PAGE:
Work experience is essential to gaining employment within the construction industry. You could gain this at school, or by working weekends and holidays with a company or relative who works as a plant and mechanical engineer. Potential employers will always be pleased to see work experience listed on your CV.

> Find out more about work experience

Skills 

Additional skills which may benefit anyone considering a job as a plant and mechanical engineer include: 

  • Ability to use, repair and maintain machines and tools
  • Knowledge of engineering science and technology
  • Maths knowledge
  • Design skills and knowledge
  • Ability to work well with your hands
  • Excellent attention to detail
  • Problem-solving skills
  • Practical skills for repairing and maintaining equipment.

What does a plant and mechanical engineer do?

As a plant and mechanical engineer, you will be responsible for designing, implementing, repairing and the general upkeep of plant machinery. This may involve investigating problems and coming up with solutions.

The role of a plant and mechanical engineer involves the following duties: 

  • Designing and implementing equipment modifications to help improve safety and reliability
  • Investigating and testing ideas to improve existing systems or to overcome machinery problems
  • Making parts and installing and testing machinery
  • Carrying out maintenance and identifying and repairing faults in equipment
  • Solving complex problems with manufacturing departments, sub-contractors, suppliers and customers
  • Managing projects
  • Planning and designing new production processes
  • Working with other professionals, within and outside the engineering sector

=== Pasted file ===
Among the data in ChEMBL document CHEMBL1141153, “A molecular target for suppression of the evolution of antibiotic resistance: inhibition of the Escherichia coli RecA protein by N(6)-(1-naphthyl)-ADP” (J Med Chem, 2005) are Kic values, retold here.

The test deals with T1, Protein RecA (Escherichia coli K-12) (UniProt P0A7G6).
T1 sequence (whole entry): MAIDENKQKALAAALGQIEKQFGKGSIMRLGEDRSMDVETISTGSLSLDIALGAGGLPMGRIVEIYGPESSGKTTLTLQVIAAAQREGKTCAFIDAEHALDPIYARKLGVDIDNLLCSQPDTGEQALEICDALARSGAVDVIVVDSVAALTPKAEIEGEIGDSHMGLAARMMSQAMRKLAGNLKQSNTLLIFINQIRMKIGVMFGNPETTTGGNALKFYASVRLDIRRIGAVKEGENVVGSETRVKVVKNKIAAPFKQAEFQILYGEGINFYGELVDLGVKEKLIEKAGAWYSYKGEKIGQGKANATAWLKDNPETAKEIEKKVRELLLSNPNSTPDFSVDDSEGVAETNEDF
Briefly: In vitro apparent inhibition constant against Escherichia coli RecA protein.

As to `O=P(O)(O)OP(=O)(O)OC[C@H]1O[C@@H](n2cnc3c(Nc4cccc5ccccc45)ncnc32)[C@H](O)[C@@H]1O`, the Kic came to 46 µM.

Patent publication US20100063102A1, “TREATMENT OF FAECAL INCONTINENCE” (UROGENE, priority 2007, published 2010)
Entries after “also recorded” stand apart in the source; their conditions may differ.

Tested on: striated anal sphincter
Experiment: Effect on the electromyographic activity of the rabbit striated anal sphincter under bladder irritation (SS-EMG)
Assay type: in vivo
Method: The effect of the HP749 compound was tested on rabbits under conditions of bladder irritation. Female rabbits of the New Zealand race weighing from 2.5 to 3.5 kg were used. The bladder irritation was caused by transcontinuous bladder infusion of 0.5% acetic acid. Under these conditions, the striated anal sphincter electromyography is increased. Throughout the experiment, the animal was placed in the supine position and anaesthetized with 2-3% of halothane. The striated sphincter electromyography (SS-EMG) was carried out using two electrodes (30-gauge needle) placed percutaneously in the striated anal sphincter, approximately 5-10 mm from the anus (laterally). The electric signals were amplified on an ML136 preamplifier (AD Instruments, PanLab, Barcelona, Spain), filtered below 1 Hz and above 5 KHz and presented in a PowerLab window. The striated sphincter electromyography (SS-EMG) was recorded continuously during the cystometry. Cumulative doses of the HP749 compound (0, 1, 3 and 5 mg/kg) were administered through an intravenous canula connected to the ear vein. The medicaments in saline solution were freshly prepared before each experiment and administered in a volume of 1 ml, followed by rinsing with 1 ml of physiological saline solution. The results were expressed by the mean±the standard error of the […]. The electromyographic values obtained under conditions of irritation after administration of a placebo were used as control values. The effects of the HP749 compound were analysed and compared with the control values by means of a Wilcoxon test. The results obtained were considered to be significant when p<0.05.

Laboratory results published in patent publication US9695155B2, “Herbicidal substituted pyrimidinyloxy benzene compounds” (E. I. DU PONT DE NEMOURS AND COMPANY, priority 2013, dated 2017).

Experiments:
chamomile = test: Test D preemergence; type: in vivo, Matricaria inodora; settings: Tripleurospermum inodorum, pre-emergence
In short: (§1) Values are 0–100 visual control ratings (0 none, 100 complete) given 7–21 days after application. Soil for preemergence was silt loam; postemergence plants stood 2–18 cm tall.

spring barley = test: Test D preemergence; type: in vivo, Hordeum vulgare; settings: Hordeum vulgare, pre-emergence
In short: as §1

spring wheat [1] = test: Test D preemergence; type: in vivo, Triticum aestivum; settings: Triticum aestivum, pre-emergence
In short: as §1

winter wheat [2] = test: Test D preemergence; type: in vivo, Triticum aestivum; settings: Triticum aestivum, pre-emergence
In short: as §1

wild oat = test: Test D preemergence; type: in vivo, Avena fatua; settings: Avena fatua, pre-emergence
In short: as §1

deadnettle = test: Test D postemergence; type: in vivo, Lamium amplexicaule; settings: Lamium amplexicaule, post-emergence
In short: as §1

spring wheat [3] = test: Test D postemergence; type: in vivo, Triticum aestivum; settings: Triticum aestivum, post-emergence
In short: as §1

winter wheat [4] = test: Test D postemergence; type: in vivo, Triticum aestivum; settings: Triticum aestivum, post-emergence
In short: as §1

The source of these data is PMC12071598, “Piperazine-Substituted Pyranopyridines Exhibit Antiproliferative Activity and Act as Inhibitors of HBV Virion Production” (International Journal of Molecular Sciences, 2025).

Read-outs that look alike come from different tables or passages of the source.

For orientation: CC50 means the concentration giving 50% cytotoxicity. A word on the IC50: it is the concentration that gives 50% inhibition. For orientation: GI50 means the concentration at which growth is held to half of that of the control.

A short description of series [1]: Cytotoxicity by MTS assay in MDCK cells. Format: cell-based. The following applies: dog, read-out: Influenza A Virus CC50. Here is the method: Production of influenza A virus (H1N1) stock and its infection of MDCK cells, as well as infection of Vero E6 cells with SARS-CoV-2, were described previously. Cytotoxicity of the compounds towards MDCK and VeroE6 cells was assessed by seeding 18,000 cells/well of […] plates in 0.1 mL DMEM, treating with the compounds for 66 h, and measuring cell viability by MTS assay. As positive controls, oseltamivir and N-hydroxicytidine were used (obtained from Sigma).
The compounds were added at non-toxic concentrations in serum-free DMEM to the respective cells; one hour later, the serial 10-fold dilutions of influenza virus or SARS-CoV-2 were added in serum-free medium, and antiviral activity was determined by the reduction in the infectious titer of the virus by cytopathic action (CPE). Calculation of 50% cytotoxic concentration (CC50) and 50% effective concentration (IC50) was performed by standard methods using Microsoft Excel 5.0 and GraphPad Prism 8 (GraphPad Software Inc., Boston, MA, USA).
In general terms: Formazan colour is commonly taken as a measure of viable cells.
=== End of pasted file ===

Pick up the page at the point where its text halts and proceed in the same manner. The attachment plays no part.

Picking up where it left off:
• Monitoring and commissioning plant and systems.

How much could you earn as a plant and mechanical engineer?

The expected salary for a plant and mechanical engineer varies as you become more experienced.

  • Newly trained plant and mechanical engineers can earn £25,000 - £30,000
  • Trained plant and mechanical engineers with some experience can earn £30,000 - £40,000
  • Senior plant and mechanical engineers can earn £40,000 - £50,000*.

Hours and salary depend on location, employer and any overtime you may do.

* Salaries have been collected from multiple industry sources and have been updated as of 2019


Jobs

Check out the latest plant and mechanical engineer vacancies: 

As these are external websites, the number of vacancies related to your preferred role may vary. New opportunities will be posted as they come up.

Career path and progression

As a plant and mechanical engineer, you could progress to become a transport manager or logistics and plant manager.

Progression Opportunities

Explore the progression opportunities below

  • Current role Plant and mechanical engineer Plant and Mechanical Engineers design, install and repair plant machinery and pa...
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  • Current role Logistics and Plant Manager A Logistics and Plant Manager in the construction industry is responsible for ov...
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  • Current role Transport manager Transport managers are responsible for ensuring that the legal requirements for ...